What does ‘oral history’ entail, and what use can it be to the agendas of anthropologists, or historians or archaeologists?

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What does ‘oral history’ entail, and what use can it be to the agendas of anthropologists, or historians or archaeologists?
Rowse states that ‘human society, its story and how it has come to be what it is, is due to the factors that operate in them’ (Rowse, 1963). This is especially true when looking at history from an oral historian’s perspective. Oral history has always been a topic open to much debate – whether or not it is a method worthy of one’s time; often branded as ‘radical history’. History very much depends on how one presents it to those looking to seek out the truth. There are various methods to investigate the past but ‘oral history’ is one method which this exploration will focus on. When one looks at ‘oral history’, it is
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Oral tradition differs to that of oral history as oral tradition is ‘no longer contemporary’. It is ‘passed from mouth to mouth for a period beyond the lifetime of the informants’ (Vansina, 1982). Herodotus is a renowned scholar from the 5th century but the question begged to be asked is ‘how did he gather his information?’ ‘It is widely believed he turned local memory into universal narrative.’ From this perspective one can see Herodotus employed the method of ‘oral history’ and a look at the beginnings of oral traditions in order to have ‘preserved Greek local tradition from oblivion’ (Luraghi, 2007). Is this an insight into oral history’s origin? Luraghi argues that ‘assuming Herodotus was the link in the transmission chain, the one where the tradition found at last a stable shape in written form, we cannot simply think of traditions which were... ready to be recorded’. He continues to argue that perhaps he did not collect all his information at once but perhaps ‘inquired’ then ‘thought a bit’ before he put pen to paper. Thucydides and his reports on the Peloponnesian Wars also offer an insight into the origins of oral history. He employed the same methods as that of Herodotus, by collecting witnesses’ testimonies and memories of the occurrences and compiling them into written form.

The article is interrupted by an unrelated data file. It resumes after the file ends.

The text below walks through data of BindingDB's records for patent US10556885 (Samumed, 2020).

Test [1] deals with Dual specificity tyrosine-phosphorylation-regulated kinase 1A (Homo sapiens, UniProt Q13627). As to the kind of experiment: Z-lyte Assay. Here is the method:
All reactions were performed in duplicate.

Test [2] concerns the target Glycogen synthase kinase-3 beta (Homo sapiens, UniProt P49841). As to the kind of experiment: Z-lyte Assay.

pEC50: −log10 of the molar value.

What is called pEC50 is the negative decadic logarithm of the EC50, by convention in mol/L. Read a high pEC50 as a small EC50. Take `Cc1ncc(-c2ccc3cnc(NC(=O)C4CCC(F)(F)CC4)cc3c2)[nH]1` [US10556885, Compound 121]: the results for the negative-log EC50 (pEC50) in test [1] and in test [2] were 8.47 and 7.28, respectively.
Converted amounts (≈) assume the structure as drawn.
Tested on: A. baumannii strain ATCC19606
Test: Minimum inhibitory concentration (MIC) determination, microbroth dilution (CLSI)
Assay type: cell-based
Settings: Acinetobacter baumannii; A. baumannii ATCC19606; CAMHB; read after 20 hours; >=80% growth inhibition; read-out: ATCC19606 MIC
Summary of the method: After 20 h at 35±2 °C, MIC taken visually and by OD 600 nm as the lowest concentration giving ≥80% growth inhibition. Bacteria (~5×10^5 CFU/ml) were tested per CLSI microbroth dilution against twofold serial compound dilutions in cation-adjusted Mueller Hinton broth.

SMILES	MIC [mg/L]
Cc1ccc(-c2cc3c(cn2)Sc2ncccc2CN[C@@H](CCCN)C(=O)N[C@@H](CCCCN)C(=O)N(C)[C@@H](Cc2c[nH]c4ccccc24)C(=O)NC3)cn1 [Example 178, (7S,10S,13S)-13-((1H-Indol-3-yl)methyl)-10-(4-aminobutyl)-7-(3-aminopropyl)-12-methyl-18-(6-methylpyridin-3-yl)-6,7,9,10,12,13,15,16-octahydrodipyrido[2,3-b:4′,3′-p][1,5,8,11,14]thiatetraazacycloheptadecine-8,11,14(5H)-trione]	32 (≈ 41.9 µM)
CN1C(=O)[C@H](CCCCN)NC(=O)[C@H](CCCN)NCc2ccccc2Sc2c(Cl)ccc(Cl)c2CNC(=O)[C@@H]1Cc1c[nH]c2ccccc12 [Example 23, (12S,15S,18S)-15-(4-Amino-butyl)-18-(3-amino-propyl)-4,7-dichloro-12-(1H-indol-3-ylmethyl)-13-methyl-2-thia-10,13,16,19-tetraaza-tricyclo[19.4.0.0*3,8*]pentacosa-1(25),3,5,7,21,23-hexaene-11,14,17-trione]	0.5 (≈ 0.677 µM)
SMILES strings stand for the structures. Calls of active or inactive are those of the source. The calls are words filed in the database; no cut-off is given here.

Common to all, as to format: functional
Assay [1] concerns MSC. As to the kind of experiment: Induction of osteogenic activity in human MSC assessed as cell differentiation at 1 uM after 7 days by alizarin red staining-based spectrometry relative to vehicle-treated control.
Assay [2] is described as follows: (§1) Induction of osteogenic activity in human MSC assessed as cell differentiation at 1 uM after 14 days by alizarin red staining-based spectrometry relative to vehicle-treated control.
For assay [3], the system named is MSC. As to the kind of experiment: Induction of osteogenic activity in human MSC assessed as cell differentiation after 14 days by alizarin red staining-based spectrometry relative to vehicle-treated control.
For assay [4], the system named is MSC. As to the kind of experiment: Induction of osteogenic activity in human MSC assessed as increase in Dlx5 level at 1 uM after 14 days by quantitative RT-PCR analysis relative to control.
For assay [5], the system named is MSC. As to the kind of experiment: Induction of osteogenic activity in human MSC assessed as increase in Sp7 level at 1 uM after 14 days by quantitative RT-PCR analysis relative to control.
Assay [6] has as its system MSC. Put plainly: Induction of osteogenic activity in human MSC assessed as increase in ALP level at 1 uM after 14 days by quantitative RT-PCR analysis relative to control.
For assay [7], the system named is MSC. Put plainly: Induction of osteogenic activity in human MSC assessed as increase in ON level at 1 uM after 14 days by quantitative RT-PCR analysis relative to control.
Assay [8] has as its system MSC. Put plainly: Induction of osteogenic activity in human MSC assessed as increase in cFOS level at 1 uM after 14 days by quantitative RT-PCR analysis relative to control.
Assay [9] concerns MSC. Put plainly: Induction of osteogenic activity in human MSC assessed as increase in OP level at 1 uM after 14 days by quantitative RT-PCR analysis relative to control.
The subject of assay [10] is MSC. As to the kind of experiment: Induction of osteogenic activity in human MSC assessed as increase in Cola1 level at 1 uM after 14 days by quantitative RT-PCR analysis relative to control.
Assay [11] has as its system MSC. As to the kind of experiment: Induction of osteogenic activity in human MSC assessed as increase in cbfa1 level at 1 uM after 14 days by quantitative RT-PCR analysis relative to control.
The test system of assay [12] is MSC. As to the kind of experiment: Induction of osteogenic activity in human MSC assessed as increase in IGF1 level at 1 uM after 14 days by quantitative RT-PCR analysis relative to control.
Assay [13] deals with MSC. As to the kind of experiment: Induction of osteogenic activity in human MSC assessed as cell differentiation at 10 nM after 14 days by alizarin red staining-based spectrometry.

Oral history of today is collected in much the same way as that of Herodotus and Thucydides
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